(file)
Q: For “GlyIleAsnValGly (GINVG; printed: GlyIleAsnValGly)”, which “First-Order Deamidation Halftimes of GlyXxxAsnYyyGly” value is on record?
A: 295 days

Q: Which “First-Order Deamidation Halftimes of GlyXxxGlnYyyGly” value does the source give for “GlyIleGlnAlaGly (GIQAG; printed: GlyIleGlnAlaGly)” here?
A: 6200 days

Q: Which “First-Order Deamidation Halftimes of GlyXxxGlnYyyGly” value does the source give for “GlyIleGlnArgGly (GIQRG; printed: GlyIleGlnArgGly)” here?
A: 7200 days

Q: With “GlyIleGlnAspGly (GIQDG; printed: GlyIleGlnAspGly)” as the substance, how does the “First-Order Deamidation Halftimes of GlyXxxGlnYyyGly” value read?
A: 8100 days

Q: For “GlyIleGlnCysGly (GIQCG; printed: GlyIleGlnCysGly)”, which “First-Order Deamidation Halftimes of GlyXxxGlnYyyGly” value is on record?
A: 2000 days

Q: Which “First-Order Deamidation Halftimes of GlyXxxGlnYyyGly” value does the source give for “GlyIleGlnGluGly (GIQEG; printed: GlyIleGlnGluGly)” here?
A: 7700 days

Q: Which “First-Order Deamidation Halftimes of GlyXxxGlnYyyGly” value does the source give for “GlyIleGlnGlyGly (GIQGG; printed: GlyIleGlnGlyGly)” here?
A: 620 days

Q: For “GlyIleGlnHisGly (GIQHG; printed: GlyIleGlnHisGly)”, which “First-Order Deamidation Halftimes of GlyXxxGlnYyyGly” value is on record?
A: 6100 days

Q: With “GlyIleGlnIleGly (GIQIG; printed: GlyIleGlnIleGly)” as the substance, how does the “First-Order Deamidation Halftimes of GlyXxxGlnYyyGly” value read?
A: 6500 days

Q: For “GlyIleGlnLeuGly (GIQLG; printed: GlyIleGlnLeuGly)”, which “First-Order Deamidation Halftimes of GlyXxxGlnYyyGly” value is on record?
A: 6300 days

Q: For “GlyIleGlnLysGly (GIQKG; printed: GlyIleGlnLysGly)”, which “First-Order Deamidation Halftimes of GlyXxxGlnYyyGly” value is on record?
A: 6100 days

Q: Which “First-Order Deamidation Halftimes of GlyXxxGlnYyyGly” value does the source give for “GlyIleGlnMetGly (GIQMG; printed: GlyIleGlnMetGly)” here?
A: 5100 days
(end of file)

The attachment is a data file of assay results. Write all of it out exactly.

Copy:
Q: For “GlyIleAsnValGly (GINVG; printed: GlyIleAsnValGly)”, which “First-Order Deamidation Halftimes of GlyXxxAsnYyyGly” value is on record?
A: 295 days

Q: Which “First-Order Deamidation Halftimes of GlyXxxGlnYyyGly” value does the source give for “GlyIleGlnAlaGly (GIQAG; printed: GlyIleGlnAlaGly)” here?
A: 6200 days

Q: Which “First-Order Deamidation Halftimes of GlyXxxGlnYyyGly” value does the source give for “GlyIleGlnArgGly (GIQRG; printed: GlyIleGlnArgGly)” here?
A: 7200 days

Q: With “GlyIleGlnAspGly (GIQDG; printed: GlyIleGlnAspGly)” as the substance, how does the “First-Order Deamidation Halftimes of GlyXxxGlnYyyGly” value read?
A: 8100 days

Q: For “GlyIleGlnCysGly (GIQCG; printed: GlyIleGlnCysGly)”, which “First-Order Deamidation Halftimes of GlyXxxGlnYyyGly” value is on record?
A: 2000 days

Q: Which “First-Order Deamidation Halftimes of GlyXxxGlnYyyGly” value does the source give for “GlyIleGlnGluGly (GIQEG; printed: GlyIleGlnGluGly)” here?
A: 7700 days

Q: Which “First-Order Deamidation Halftimes of GlyXxxGlnYyyGly” value does the source give for “GlyIleGlnGlyGly (GIQGG; printed: GlyIleGlnGlyGly)” here?
A: 620 days

Q: For “GlyIleGlnHisGly (GIQHG; printed: GlyIleGlnHisGly)”, which “First-Order Deamidation Halftimes of GlyXxxGlnYyyGly” value is on record?
A: 6100 days

Q: With “GlyIleGlnIleGly (GIQIG; printed: GlyIleGlnIleGly)” as the substance, how does the “First-Order Deamidation Halftimes of GlyXxxGlnYyyGly” value read?
A: 6500 days

Q: For “GlyIleGlnLeuGly (GIQLG; printed: GlyIleGlnLeuGly)”, which “First-Order Deamidation Halftimes of GlyXxxGlnYyyGly” value is on record?
A: 6300 days

Q: For “GlyIleGlnLysGly (GIQKG; printed: GlyIleGlnLysGly)”, which “First-Order Deamidation Halftimes of GlyXxxGlnYyyGly” value is on record?
A: 6100 days

Q: Which “First-Order Deamidation Halftimes of GlyXxxGlnYyyGly” value does the source give for “GlyIleGlnMetGly (GIQMG; printed: GlyIleGlnMetGly)” here?
A: 5100 days